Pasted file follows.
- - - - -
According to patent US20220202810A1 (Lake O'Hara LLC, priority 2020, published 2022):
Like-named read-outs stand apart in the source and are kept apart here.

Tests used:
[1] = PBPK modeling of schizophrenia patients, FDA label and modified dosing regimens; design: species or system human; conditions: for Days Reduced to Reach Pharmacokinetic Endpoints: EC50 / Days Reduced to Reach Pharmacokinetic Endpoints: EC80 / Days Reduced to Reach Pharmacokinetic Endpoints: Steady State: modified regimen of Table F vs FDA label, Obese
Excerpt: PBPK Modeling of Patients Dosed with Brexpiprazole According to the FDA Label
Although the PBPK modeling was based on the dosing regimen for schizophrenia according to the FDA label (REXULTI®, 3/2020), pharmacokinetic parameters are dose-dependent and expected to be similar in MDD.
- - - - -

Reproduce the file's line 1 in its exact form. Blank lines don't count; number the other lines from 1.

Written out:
According to patent US20220202810A1 (Lake O'Hara LLC, priority 2020, published 2022):